Genesis 29:31-34 "Now the LORD saw that Leah was unloved, and He opened her womb, but Rachel was barren. Leah conceived and bore a son and named him Reuben, for she said, “Because the LORD has seen my affliction; surely now my husband will love me.” Then she conceived again and bore a son and said, “Because the LORD has heard that I am unloved, He has therefore given me this son also.” So she named him Simeon. She conceived again and bore a son and said, “Now this time my husband will become attached to me, because I have borne him three sons.”
This #IAMLEAH story is deeply personal, mainly because in writing it I had to express and admit things that I had previously never admitted, not even to myself. In reading Leah's story, I started to notice ways that her life resembled mine. I began to see her as more than just a supporting player in a story that oftentimes focused on her husband. In her story I saw a woman, who like many women, probably felt like she didn't measure up to what society thought she should be. A woman who loved a man who couldn't and wouldn't love her back. Yet in her desperation, felt like giving him the one thing society told her made her valuable during that time, a male son, would make him see her as worthy of his love.
During Leah's time, children weren't just given names because the parents thought they were cool or pretty. Names had meanings and almost everyone of Leah's children had a name that expressed her want for her husband to love her. How many times have we seen women in similar situations? Maybe we have friends or family that thought that having his baby would make him stay or fix that broken relationship. Maybe that woman was us.
So how did I identify with Leah in this aspect? Well let's go back to my first #IAMLEAHPOST, #IAMABLENDEDFAMILY. I shared how my oldest son is not biologically mine. Living in a blended family comes with it's own set of unique challenges. Many of my challenges in the beginning had to deal with insecurities that I faced within myself. When I became pregnant with my youngest child I for some reason tried to convince myself that this baby would cure those insecurities. You see most women dream of giving their husband their first child. I'm pretty sure Leah believed that by giving Jacob a child before her sister, that she would somehow earn a special place in his heart. When that child turned out to be a son, she probably believed that that place had been secured. I knew that I would never get the opportunity to give my husband his first child or is first son. So when I became pregnant, I prayed that it would be a little girl. I wanted God to at least let me have this "first".
When I found out I was having a boy I was crushed. I wouldn't trade my youngest son in for anything in the world, but at the time I was admittedly disappointed. Thoughts began to swirl in my head about this baby and if he would ever get the same amount of love that my oldest got. Looking back I know these types of worries were unfounded, my husband never gave me any reason to doubt his love for our new child, but at the time I was living in a place of insecurity. So my next focus became the baby's name. Just like Leah named her son's in hopes of gaining her husband's love, I wanted my youngest son's name to be a reflection of how I felt about his father. So I became dead set on him having my husband's name, and nothing and no one could convince me otherwise. At the time I tried to convince myself that I was just following "tradition". My husband was named after his father. My own father was named after his father and my brother is named after him. This is just something that men do, but now I know that my insistence on naming him after my husband stemmed from something much deeper...I think in my own little way I was trying to make my baby feel more "special". Not in a sense that he was more important than my oldest but in the way of this would cause him not to become the forgotten or "extra" child. I felt like so many firsts had been taken from me and this was my own way of getting some little piece of power back.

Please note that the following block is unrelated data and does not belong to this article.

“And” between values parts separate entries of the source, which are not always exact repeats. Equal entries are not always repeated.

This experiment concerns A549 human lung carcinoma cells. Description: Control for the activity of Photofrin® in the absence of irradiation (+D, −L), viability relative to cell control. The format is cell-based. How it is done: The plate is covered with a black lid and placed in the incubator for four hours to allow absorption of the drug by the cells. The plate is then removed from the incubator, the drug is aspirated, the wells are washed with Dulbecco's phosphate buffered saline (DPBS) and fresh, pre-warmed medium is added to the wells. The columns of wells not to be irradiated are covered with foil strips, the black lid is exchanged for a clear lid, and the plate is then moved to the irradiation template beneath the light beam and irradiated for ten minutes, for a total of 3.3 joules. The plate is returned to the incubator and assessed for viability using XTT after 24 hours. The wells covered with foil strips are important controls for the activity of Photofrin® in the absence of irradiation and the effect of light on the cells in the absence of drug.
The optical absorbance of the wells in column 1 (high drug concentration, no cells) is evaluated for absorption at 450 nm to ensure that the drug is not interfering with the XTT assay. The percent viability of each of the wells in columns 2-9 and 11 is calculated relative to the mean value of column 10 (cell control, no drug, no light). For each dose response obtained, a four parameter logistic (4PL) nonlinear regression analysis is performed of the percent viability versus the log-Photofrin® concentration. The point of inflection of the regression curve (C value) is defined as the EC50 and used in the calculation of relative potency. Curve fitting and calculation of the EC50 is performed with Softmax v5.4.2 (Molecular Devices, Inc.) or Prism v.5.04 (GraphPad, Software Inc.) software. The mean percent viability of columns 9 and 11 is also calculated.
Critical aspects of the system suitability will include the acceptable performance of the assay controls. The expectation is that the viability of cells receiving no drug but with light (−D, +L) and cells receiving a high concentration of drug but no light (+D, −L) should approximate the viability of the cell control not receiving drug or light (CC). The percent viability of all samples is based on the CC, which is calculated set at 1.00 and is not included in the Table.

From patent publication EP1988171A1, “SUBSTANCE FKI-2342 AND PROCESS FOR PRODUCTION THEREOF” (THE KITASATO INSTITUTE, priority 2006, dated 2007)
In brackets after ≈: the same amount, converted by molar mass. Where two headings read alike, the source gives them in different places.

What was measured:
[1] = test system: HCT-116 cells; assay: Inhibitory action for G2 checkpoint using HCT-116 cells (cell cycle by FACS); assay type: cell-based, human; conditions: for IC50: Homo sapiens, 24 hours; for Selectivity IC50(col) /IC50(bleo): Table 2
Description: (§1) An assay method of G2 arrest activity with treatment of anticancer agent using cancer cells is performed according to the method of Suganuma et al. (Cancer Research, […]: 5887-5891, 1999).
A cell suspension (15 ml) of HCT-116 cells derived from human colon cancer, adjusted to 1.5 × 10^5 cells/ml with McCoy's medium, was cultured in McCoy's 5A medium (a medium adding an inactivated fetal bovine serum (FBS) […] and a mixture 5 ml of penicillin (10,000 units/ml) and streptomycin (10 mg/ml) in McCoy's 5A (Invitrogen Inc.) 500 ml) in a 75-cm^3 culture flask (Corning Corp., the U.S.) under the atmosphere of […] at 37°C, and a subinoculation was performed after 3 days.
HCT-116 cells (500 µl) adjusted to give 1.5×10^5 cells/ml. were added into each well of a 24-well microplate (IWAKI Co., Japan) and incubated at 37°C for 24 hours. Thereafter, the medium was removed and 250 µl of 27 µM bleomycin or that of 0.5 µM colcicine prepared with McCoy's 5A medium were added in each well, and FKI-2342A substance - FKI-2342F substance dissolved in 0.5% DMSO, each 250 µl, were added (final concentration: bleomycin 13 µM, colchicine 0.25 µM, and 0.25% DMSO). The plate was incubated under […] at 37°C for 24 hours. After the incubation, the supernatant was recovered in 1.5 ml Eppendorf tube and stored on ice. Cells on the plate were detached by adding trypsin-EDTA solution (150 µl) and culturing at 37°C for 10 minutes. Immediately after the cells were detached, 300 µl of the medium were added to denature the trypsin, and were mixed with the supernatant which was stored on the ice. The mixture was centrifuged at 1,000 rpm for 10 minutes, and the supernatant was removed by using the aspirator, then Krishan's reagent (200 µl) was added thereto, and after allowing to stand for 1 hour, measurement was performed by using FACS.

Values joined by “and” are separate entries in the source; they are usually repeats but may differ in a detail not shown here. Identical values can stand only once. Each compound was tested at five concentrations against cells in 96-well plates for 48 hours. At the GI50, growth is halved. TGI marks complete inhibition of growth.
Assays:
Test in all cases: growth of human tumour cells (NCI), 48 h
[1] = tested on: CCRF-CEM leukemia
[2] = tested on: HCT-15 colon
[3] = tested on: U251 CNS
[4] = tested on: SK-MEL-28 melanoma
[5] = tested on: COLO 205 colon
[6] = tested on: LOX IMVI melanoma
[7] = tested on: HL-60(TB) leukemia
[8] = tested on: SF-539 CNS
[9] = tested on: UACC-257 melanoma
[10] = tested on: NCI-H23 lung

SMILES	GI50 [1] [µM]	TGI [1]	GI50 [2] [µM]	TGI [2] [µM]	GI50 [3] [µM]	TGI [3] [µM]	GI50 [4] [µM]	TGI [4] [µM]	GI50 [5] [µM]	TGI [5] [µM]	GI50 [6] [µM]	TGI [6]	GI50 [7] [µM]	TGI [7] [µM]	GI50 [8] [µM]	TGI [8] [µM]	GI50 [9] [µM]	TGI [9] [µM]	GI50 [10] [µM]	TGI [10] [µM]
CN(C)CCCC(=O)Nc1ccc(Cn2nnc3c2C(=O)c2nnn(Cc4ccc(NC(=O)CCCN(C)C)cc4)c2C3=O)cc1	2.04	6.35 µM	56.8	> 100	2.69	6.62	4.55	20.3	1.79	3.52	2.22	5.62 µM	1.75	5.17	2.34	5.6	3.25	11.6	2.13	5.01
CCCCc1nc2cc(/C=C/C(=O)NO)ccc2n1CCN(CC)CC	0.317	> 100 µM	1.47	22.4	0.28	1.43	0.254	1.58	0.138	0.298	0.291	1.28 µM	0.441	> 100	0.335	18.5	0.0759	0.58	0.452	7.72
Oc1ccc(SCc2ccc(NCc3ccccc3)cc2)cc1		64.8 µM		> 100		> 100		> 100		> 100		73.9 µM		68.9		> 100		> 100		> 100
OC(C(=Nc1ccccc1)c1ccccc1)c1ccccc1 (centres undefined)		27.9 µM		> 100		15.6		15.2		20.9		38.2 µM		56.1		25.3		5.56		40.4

So did having a baby change things? No. Did it help to heal my insecurities? No. Just like with Leah, I had to learn the hard way that a baby can't fix things that are broken on the inside. For others, maybe you had to realize that a baby can't make a man stay, or in some cases, leave his other home. Babies are meant to be blessings, not band-aids for the things that ail us. Sadly, some women don't realize that until it's too late. Thankfully, I have grown a lot in the few short years since given birth to my youngest son. I have matured spiritually and emotionally and have learned to allow God to heal those broken places. I now can share this story as the proud mother of two, beautiful boys. Do I still want that little girl...heck yea (I even have her name picked out, Brooklyn White lol)!!! But now her birth wouldn't be an attempt by me to "repair" our family but instead she would only enhance it.
So that's all for tonight. I hope that my transparency will inspire my other "Leahs" to deal with the things that are hurting them and to seek true healing and allow God to give you your "beauty for ashes".